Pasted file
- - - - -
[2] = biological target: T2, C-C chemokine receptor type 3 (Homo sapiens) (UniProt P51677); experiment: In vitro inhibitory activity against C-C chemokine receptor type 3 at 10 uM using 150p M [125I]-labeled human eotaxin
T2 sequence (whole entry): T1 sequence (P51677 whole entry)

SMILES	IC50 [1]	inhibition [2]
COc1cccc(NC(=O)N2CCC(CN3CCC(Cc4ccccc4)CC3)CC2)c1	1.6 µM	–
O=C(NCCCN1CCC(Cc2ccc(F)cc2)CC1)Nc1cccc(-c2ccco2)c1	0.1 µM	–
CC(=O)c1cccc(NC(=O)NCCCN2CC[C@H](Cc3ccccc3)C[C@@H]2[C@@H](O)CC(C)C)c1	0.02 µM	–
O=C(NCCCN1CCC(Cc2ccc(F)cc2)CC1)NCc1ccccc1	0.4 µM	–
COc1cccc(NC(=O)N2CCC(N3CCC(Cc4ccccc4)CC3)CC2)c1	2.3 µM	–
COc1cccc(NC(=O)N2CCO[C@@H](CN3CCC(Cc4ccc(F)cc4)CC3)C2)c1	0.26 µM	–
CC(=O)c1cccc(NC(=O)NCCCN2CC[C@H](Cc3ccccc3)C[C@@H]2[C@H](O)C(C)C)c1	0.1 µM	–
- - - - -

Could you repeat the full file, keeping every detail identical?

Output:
[2] = biological target: T2, C-C chemokine receptor type 3 (Homo sapiens) (UniProt P51677); experiment: In vitro inhibitory activity against C-C chemokine receptor type 3 at 10 uM using 150p M [125I]-labeled human eotaxin
T2 sequence (whole entry): T1 sequence (P51677 whole entry)

SMILES	IC50 [1]	inhibition [2]
COc1cccc(NC(=O)N2CCC(CN3CCC(Cc4ccccc4)CC3)CC2)c1	1.6 µM	–
O=C(NCCCN1CCC(Cc2ccc(F)cc2)CC1)Nc1cccc(-c2ccco2)c1	0.1 µM	–
CC(=O)c1cccc(NC(=O)NCCCN2CC[C@H](Cc3ccccc3)C[C@@H]2[C@@H](O)CC(C)C)c1	0.02 µM	–
O=C(NCCCN1CCC(Cc2ccc(F)cc2)CC1)NCc1ccccc1	0.4 µM	–
COc1cccc(NC(=O)N2CCC(N3CCC(Cc4ccccc4)CC3)CC2)c1	2.3 µM	–
COc1cccc(NC(=O)N2CCO[C@@H](CN3CCC(Cc4ccc(F)cc4)CC3)C2)c1	0.26 µM	–
CC(=O)c1cccc(NC(=O)NCCCN2CC[C@H](Cc3ccccc3)C[C@@H]2[C@H](O)C(C)C)c1	0.1 µM	–